Beginners Needle Lace


Beginners Needle Lace

For beginners who want to learn true needlelace. Post questions and answers here.  How to make needle lace.

Members: 238
Latest Activity: Apr 6

Needle Lace Patterns Books and Supplies

I have broken down our lengthy list of books, supplies and resources into several sections.  Click on the links below. 

Recommended books and videos 

Supplies and materials needed

Patterns and tutorials on this site 

Online resources at other sites 

Working Setup: in the hand and with a pillow

Photos of Beginners' Work

Working setup, various ways -   

Discussion Forum

Sampler bookmark progress 17 Replies

Started by Trinity. Last reply by Trinity Apr 6.

Single Brussels Stitch 5 Replies

Started by Trinity. Last reply by Carolyn Wetzel Mar 11.

Cordonnet question 5 Replies

Started by Trinity. Last reply by Elizabeth Ligeti. Mar 2.

Continuous Outline? 19 Replies

Started by May. Last reply by May Jan 30.

My little wings 17 Replies

Started by Michelle H. Last reply by Lorelei Halley Apr 26, 2019.

First try 12 Replies

Started by Verónica Castro. Last reply by Verónica Castro Feb 26, 2019.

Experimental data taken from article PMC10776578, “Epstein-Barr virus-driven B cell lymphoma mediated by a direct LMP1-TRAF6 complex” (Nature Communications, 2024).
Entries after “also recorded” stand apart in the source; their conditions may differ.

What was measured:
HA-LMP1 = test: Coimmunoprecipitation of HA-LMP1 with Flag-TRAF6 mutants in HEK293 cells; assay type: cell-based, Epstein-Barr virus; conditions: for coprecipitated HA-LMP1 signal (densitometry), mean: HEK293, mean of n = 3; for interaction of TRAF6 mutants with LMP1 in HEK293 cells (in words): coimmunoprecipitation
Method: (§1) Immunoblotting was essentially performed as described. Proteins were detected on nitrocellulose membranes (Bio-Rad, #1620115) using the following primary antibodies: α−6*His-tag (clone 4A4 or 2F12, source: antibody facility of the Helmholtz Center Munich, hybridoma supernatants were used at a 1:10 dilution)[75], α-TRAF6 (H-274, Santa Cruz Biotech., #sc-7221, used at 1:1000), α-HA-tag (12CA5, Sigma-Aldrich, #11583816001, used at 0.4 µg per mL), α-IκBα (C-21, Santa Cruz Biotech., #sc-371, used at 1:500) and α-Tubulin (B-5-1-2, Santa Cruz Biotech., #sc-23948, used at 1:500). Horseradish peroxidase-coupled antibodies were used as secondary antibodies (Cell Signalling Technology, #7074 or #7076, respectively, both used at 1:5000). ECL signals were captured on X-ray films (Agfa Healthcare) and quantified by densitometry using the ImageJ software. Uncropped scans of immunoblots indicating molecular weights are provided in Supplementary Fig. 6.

needlelace 2 Replies

Started by Hannah. Last reply by Hannah Dec 13, 2018.

my first piece of needle lace 1 Reply

Started by Hannah. Last reply by Sandra Popek Dec 2, 2018.

Pillow preference 7 Replies

Started by Tina Heron. Last reply by Sandra Popek May 4, 2017.

Needlelace Tutorial - Leaf 10 - Part 2 8 Replies

Started by Lorelei Halley. Last reply by Maria Delaney Mar 1, 2017.

Comment Wall


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Comment by Yuuka Harris on September 30, 2016 at 12:43pm

Hello everyone :] 

I apologize for being so late, I've been up to a lot in other areas of my life and briefly put needlelace on hold. I'm back now and have selected a simpler drawing for practice that I'm happy to show. I've already pricked holes where the cordonnet will go and attached the pattern to the temporary backing. I'm still planning how to lay the cordonnet, though. 

Comment by Elizabeth Ligeti. on September 21, 2016 at 10:18pm

The 2 books sold by the Guild of Needlelaces are very good - One is showing the very beginning - laying the outline, and then working the filling stitches, and each pattern teaches you a little bit more.  The other book (Intermediate with the deeper green cover) follows on, with more stitches and techniques.  You do not have to belong to the Guild to buy them, and they are well worth getting, in my opinion.  As some of us have them, we can help you more easily, if you ask the question, and refer to the page in the book, and we, this end, can look it up and have a fair idea of where you are at!! 

Everyone has a slightly different way of doing things - depending on where and who they learned from! None are wrong - just different!!

We love to see new lacemakers progressing, and are always happy to help, but  sometimes it is hard without seeing exactly what you are doing.

Comment by Lorelei Halley on September 21, 2016 at 3:41pm